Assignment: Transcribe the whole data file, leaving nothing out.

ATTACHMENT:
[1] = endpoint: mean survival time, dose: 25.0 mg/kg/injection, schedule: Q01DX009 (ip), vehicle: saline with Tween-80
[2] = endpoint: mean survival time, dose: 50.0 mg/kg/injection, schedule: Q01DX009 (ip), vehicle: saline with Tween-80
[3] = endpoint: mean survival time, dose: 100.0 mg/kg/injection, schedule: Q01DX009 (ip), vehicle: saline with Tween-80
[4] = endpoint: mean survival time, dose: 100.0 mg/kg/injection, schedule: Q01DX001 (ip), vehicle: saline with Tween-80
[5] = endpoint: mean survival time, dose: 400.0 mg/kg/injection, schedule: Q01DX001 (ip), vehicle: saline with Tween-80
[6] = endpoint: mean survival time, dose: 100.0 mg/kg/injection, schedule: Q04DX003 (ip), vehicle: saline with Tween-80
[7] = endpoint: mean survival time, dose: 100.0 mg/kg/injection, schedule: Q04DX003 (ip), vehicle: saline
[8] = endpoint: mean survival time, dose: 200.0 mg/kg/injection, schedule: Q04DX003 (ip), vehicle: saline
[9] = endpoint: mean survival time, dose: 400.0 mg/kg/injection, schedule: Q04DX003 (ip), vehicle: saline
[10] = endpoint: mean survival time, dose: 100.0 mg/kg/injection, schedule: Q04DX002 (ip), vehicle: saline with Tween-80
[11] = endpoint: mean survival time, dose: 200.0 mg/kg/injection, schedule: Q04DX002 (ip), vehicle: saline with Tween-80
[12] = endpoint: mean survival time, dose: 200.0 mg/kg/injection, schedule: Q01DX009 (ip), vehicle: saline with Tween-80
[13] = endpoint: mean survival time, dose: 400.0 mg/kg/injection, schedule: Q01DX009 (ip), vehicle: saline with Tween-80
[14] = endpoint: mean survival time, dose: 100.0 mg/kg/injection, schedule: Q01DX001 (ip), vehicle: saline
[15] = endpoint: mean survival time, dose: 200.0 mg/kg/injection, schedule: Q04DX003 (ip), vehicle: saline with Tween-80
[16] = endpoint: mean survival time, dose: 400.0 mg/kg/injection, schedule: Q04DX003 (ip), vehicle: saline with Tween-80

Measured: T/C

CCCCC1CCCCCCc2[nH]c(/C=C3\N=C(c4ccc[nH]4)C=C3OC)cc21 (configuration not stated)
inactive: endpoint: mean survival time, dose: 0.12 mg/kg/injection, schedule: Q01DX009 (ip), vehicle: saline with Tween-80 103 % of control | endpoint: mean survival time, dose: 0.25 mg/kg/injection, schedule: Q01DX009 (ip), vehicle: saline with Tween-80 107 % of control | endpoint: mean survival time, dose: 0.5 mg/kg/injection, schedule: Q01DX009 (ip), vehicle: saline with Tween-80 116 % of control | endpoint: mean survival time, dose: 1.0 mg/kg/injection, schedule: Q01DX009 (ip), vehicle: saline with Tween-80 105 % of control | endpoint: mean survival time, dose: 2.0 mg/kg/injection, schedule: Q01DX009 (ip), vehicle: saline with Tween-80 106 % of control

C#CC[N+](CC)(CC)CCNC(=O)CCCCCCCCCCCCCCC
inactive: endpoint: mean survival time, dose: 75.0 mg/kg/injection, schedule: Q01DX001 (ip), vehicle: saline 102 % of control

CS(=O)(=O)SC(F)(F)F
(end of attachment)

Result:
[1] = endpoint: mean survival time, dose: 25.0 mg/kg/injection, schedule: Q01DX009 (ip), vehicle: saline with Tween-80
[2] = endpoint: mean survival time, dose: 50.0 mg/kg/injection, schedule: Q01DX009 (ip), vehicle: saline with Tween-80
[3] = endpoint: mean survival time, dose: 100.0 mg/kg/injection, schedule: Q01DX009 (ip), vehicle: saline with Tween-80
[4] = endpoint: mean survival time, dose: 100.0 mg/kg/injection, schedule: Q01DX001 (ip), vehicle: saline with Tween-80
[5] = endpoint: mean survival time, dose: 400.0 mg/kg/injection, schedule: Q01DX001 (ip), vehicle: saline with Tween-80
[6] = endpoint: mean survival time, dose: 100.0 mg/kg/injection, schedule: Q04DX003 (ip), vehicle: saline with Tween-80
[7] = endpoint: mean survival time, dose: 100.0 mg/kg/injection, schedule: Q04DX003 (ip), vehicle: saline
[8] = endpoint: mean survival time, dose: 200.0 mg/kg/injection, schedule: Q04DX003 (ip), vehicle: saline
[9] = endpoint: mean survival time, dose: 400.0 mg/kg/injection, schedule: Q04DX003 (ip), vehicle: saline
[10] = endpoint: mean survival time, dose: 100.0 mg/kg/injection, schedule: Q04DX002 (ip), vehicle: saline with Tween-80
[11] = endpoint: mean survival time, dose: 200.0 mg/kg/injection, schedule: Q04DX002 (ip), vehicle: saline with Tween-80
[12] = endpoint: mean survival time, dose: 200.0 mg/kg/injection, schedule: Q01DX009 (ip), vehicle: saline with Tween-80
[13] = endpoint: mean survival time, dose: 400.0 mg/kg/injection, schedule: Q01DX009 (ip), vehicle: saline with Tween-80
[14] = endpoint: mean survival time, dose: 100.0 mg/kg/injection, schedule: Q01DX001 (ip), vehicle: saline
[15] = endpoint: mean survival time, dose: 200.0 mg/kg/injection, schedule: Q04DX003 (ip), vehicle: saline with Tween-80
[16] = endpoint: mean survival time, dose: 400.0 mg/kg/injection, schedule: Q04DX003 (ip), vehicle: saline with Tween-80

Measured: T/C

CCCCC1CCCCCCc2[nH]c(/C=C3\N=C(c4ccc[nH]4)C=C3OC)cc21 (configuration not stated)
inactive: endpoint: mean survival time, dose: 0.12 mg/kg/injection, schedule: Q01DX009 (ip), vehicle: saline with Tween-80 103 % of control | endpoint: mean survival time, dose: 0.25 mg/kg/injection, schedule: Q01DX009 (ip), vehicle: saline with Tween-80 107 % of control | endpoint: mean survival time, dose: 0.5 mg/kg/injection, schedule: Q01DX009 (ip), vehicle: saline with Tween-80 116 % of control | endpoint: mean survival time, dose: 1.0 mg/kg/injection, schedule: Q01DX009 (ip), vehicle: saline with Tween-80 105 % of control | endpoint: mean survival time, dose: 2.0 mg/kg/injection, schedule: Q01DX009 (ip), vehicle: saline with Tween-80 106 % of control

C#CC[N+](CC)(CC)CCNC(=O)CCCCCCCCCCCCCCC
inactive: endpoint: mean survival time, dose: 75.0 mg/kg/injection, schedule: Q01DX001 (ip), vehicle: saline 102 % of control

CS(=O)(=O)SC(F)(F)F